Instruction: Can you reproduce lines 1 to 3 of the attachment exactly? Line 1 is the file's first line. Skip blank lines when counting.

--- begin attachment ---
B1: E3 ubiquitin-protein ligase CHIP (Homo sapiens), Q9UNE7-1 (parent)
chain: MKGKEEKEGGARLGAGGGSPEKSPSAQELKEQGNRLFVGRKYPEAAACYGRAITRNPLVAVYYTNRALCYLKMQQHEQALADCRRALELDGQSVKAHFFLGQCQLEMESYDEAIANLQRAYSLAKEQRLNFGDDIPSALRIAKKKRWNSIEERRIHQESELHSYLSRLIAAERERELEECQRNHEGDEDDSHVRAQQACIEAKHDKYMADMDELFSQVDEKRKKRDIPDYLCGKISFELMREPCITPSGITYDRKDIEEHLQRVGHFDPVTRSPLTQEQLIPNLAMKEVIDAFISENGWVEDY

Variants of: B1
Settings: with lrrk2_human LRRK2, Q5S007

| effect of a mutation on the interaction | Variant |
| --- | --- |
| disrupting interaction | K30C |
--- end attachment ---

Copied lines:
B1: E3 ubiquitin-protein ligase CHIP (Homo sapiens), Q9UNE7-1 (parent)
chain: MKGKEEKEGGARLGAGGGSPEKSPSAQELKEQGNRLFVGRKYPEAAACYGRAITRNPLVAVYYTNRALCYLKMQQHEQALADCRRALELDGQSVKAHFFLGQCQLEMESYDEAIANLQRAYSLAKEQRLNFGDDIPSALRIAKKKRWNSIEERRIHQESELHSYLSRLIAAERERELEECQRNHEGDEDDSHVRAQQACIEAKHDKYMADMDELFSQVDEKRKKRDIPDYLCGKISFELMREPCITPSGITYDRKDIEEHLQRVGHFDPVTRSPLTQEQLIPNLAMKEVIDAFISENGWVEDY

Variants of: B1